Was interviewed about JEFBOT with the guys on the live Internet radio show, spaceoffice tonight. Stuff that gets mentioned includes, how the strip relates to my acting career, my inspirations, and a possible animated short for JEFBOT…? All props to my buddy Kurtis Bedford (one of the hosts) for inviting me on. I come on right around the 68 minute mark, but check out the entire show for some fun talk by clicking on the following link:
Longtime readers of this site will know how much I love the videogames, so I’m ecstatic to report that JEFBOT has been nominated for uber game site Joystiq.com’s Weekly Webcomic Wrapup. This contest has readers voting for the best videogame-related webcomic of the week so head on over, check out the other nominees, and vote!
In addition to celebrating birthdays for my brother-in-law Ted and myself last week, I also went to a birthday party with friends Michael Cornacchia and Lacy Baxter for Kerim Ekonomi, one of Michael’s theatrical agents at the Stone Manners Agency. The party was held at Life on Wilshire, a lounge-type restaurant/cocktail bar off (yep) Wilshire near Crescent Heights, which had a cool outdoor patio and a small dance floor. I spent the night eating tasty hors d’oeuvres (the little burgers were especially good), taking pictures and hanging with Lacy on the couch. Although I met them only briefly, Scott Manners and Kerim both seemed like personable, laid-back guys along with the other agents, actors and party-goers who also seemed cool and friendly.
I spent the end of the night on the dance floor with Lacy once the DJ started spinning some 80s dance hits which lured us away from the couch. Although I was shakin’ it pretty hard to BBD’s Poison I didn’t get too stupid out there, although at one point I could be seen doing the Running Man. Good times.
Went on a GREAT casting director workshop with Erica Silverman of April Webster Casting yesterday and I can’t recommend her class highly enough. If you’re an actor in L.A. and get a chance to see Erica, do so. She was funny, articulate and gave out great scenes for us to work with.
Before we got to the acting though, she had a lot of great tips, the most profound of which was: BOOK THE OFFICE, NOT THE JOB. I’ve heard this sentiment before, but I like how succinctly she put it. Basically, there’s a million reasons besides talent why you aren’t going to book a certain part (look, hair color, height, ethnicity, etc.) but if you do a good job and they like you at the casting office, chances are they’ll bring you back for other parts in the future. If you’re an ass, or unprofessional, unprepared or untalented, you’re probably not going to get another chance for future parts at that office.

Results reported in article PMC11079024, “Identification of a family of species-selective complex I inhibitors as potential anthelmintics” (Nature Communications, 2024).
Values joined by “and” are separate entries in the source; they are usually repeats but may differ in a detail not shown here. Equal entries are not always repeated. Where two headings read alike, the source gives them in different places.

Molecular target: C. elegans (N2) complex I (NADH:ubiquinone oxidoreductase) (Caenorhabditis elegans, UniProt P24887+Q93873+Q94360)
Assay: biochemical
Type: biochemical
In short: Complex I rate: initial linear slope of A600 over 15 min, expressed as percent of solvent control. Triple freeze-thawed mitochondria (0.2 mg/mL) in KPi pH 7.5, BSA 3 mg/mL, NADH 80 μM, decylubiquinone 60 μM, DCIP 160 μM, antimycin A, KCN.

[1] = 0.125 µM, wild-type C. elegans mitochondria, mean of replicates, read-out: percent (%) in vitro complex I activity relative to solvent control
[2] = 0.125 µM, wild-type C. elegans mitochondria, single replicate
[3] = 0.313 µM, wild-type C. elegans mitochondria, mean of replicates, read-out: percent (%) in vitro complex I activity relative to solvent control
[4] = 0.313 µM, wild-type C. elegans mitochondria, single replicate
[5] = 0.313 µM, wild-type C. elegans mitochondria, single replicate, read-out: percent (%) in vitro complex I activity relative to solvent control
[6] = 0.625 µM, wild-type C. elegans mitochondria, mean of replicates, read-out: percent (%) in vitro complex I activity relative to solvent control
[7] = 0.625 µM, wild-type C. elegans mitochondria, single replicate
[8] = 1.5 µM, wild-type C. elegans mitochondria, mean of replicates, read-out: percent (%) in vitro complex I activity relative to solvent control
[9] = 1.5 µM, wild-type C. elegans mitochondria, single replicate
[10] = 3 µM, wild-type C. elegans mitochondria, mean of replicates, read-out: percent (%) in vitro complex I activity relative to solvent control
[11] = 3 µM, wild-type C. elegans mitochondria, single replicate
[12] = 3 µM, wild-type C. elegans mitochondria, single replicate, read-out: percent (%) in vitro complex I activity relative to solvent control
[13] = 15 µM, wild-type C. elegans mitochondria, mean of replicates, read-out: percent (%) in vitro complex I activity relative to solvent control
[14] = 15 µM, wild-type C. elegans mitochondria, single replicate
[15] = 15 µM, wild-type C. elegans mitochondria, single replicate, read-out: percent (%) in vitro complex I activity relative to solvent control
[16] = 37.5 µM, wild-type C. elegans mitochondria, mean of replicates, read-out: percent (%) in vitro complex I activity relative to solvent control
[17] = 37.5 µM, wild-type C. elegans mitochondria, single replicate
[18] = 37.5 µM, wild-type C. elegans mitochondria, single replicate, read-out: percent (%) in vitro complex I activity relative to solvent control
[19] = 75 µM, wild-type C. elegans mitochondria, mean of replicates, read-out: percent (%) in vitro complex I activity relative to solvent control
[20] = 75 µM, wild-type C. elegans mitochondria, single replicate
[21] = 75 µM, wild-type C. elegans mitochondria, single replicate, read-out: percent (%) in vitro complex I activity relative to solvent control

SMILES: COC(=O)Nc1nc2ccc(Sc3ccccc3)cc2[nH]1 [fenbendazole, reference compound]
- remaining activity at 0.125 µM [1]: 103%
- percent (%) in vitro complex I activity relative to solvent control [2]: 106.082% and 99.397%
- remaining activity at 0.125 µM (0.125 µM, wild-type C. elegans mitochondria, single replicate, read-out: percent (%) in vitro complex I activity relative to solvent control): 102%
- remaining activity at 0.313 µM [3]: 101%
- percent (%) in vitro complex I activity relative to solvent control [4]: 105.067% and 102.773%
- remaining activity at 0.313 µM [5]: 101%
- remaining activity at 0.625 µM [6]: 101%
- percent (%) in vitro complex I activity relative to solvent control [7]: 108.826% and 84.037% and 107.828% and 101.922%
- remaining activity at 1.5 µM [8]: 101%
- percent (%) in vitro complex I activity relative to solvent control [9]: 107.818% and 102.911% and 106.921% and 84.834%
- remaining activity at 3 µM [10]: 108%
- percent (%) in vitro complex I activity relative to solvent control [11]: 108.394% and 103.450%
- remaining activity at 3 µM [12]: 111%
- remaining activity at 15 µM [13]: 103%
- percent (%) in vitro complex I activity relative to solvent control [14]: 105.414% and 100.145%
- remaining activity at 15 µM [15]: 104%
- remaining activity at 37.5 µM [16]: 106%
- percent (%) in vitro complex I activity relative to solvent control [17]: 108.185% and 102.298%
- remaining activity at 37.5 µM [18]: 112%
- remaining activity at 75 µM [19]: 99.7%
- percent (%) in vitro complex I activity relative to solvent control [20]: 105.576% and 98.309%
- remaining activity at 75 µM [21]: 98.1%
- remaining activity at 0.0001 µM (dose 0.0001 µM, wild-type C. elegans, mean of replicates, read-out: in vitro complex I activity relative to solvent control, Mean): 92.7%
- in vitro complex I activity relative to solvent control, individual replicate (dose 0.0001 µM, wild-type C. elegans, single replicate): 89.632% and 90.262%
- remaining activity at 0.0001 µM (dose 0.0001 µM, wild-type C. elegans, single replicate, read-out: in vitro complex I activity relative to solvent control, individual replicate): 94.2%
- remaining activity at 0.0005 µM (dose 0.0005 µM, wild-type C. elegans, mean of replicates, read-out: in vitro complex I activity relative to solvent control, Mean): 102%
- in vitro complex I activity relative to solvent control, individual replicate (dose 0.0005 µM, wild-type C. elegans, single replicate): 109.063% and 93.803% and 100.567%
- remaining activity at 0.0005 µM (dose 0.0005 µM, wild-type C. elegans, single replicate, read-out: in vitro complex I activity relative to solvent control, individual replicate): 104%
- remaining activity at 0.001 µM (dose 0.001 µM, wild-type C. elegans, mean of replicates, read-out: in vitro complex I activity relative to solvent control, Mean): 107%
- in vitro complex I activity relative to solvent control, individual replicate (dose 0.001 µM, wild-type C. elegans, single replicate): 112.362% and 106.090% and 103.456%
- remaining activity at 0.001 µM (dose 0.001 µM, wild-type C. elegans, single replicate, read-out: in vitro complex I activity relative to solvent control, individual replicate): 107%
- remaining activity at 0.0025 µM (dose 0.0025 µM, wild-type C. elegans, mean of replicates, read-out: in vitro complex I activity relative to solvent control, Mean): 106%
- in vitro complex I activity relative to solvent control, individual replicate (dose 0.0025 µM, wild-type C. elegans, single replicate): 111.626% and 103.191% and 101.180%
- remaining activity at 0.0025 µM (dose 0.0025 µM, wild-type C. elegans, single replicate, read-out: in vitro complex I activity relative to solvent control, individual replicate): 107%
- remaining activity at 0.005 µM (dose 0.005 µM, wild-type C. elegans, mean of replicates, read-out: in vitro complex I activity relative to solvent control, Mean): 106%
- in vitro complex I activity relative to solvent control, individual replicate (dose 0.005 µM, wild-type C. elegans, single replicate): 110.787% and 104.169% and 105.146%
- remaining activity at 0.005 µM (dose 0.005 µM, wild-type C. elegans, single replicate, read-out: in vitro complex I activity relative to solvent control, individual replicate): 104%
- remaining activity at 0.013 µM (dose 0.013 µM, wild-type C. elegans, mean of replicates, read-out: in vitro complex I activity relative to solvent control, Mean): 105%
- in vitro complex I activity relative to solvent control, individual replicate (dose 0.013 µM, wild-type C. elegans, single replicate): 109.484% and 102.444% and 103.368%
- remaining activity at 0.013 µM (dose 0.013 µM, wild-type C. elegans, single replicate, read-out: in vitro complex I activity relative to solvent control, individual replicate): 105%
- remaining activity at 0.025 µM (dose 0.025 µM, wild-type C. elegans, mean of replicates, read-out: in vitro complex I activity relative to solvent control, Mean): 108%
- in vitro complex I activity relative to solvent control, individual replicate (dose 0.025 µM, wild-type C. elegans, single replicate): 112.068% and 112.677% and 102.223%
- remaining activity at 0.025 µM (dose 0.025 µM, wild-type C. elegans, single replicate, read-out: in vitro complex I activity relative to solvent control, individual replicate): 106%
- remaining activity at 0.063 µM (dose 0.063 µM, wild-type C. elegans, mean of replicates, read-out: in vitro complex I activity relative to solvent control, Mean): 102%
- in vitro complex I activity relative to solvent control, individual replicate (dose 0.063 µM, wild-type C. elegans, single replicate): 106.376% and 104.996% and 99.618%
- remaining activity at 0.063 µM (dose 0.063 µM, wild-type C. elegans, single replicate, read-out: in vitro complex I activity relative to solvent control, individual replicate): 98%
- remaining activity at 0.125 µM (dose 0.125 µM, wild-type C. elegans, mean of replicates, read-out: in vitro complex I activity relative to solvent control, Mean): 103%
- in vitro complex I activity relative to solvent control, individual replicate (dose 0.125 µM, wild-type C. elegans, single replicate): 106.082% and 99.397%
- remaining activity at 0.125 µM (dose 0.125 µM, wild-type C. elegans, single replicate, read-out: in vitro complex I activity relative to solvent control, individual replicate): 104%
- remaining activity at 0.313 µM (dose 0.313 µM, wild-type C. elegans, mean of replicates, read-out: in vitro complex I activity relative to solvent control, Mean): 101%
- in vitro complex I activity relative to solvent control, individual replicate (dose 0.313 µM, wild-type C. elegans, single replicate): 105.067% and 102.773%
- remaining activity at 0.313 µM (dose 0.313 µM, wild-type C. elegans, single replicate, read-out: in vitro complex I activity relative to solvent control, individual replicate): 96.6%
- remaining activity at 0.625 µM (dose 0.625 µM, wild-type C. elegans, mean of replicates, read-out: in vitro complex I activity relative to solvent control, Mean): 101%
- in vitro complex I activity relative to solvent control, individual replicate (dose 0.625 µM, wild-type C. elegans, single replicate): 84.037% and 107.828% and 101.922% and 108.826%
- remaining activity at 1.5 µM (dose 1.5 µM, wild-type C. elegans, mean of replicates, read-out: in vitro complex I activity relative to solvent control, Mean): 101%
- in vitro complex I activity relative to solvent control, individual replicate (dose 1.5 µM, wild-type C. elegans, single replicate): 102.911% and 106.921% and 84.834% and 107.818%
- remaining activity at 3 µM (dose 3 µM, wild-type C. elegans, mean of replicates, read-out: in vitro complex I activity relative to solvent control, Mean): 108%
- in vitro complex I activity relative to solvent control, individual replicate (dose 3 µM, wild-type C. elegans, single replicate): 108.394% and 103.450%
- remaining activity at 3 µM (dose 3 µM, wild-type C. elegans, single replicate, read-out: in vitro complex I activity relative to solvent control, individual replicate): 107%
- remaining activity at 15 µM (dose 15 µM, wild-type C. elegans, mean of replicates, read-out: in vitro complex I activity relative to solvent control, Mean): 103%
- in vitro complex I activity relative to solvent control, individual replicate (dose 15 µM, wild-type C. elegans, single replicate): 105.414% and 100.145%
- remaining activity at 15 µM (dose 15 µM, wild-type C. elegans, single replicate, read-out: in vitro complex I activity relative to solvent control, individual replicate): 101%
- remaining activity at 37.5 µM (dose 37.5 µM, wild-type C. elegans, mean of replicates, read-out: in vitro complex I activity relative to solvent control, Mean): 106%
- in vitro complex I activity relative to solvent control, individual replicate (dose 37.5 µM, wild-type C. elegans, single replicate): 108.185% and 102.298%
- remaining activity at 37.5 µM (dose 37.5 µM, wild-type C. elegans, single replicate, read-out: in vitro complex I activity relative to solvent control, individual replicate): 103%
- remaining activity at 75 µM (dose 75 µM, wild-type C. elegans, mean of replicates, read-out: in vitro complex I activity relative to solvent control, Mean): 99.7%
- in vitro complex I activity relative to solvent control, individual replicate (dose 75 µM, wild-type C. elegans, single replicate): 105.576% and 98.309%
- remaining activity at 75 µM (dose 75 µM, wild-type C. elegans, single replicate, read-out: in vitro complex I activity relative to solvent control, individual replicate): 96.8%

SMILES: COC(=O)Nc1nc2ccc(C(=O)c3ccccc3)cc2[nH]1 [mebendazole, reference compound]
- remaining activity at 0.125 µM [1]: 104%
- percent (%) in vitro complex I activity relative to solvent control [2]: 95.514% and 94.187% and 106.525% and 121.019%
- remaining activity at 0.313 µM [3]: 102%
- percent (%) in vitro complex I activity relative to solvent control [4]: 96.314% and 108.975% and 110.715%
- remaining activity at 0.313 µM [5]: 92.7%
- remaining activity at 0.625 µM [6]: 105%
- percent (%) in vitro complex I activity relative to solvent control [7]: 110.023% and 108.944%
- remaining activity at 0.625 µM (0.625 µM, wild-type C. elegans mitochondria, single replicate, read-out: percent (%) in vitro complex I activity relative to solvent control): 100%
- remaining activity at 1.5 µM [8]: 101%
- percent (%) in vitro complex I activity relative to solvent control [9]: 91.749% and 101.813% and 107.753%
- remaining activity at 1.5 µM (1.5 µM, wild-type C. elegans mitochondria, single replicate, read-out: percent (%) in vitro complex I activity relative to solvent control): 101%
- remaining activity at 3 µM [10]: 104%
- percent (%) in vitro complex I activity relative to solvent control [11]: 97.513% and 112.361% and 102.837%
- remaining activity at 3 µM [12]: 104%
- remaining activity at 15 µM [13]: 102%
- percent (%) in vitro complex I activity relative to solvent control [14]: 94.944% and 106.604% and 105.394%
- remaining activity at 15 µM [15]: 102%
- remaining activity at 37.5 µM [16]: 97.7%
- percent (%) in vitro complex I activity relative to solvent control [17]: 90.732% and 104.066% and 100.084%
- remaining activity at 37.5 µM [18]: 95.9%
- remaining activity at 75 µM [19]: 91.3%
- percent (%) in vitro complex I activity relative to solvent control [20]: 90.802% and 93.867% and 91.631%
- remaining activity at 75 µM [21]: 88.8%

I’m hoping to get the opportunity to book that office, soon.
I really thought I was going to love this movie. It seemed tailor-made for me, really; Hong Kong director/actor Stephen Chow’s previous two films Kung Fu Hustle and Shaolin Soccer are among my favorites, and I’m a sucker for the whole “monster pet” genre – Pokémon, Gremlins, Lilo & Stitch, Digimon, etc. are all gold to me. Unfortunately, I was left mostly disappointed by this story of a boy-and-his-alien by the time the credits rolled.
The movie starts out promising enough, with a father (Ti, played by Chow) and son (Dicky, played by actress(!) Xu Jiao) living in squalor so the boy can attend a nice school and get a decent education. Dicky’s a likeable kid and a good student until he becomes jealous of a schoolmate’s toy robot dog, CJ1, and throws a tantrum in a department store when his dad can’t afford to buy him one. Sadly, Ti must scour the local junkyard to find a toy for his son, and comes across a green, gumdrop-looking thing which, unbeknownst to Ti, was deposited there earlier by an alien spacecraft. He brings the object home to his son, telling him it’s a toy even better than CJ1 (Dicky christens it “CJ7”) and, just about the time Dicky becomes bored with it, the glob morphs into an adorable, big-eyed, soft-haired, ready-for-toy-shelves, cgi creature. This is where the movie took a downturn for me.
After CJ7 is “born” most of the humor derives from violence towards it. First we see Dicky mistreat it by stretching and pulling its limbs and face, then Ti finds it and, thinking it’s just a toy, stretches it even more and smashes it with a pan, then CJ7 gets taken to school where it’s terrorized by the kids there, and soon after, Dicky gets angry with it and tries to literally kill it. Sure, the violence is completely over the top and cartoony, just as in Soccer and Kung Fu, but here, it comes off more disturbing than funny, since it was apparent being cut, hit, stretched and smashed physically hurt CJ7. I mean, I’m all for violence against extraterrestrials but at least let them fight back. If CJ7 bit off Dicky’s arm after being stretched one last time, it would have been hilarious. Unfortunately, the most the alien can muster is shooting little Raisinettes of poo at the kid, which is, again, disturbing.
I’ve heard this movie is doing huge business in Hong Kong, where it’s second only to Titanic in box office receipts, but I don’t think it’s going to do as well as Chow’s past couple efforts here in North America. Yeah, the acting’s good (even if the dubbing isn’t so hot) especially from the children, which is rare, and the special effects are okay, but unlike say, Steven Spielberg’s E.T., there’s no emotional connection to the people, the story or anything going on, really. Even when the script takes a dark turn near the end, I wasn’t invested in the characters enough to be really touched.
If you’re a fan of Stephen Chow’s, you should go check this movie out to see some familiar faces from the casts of his past movies and to support Sony Pictures for releasing it in the States. If you’re not a fan, I’d suggest renting Shaolin Soccer and Kung Fu Hustle, and giving this a pass.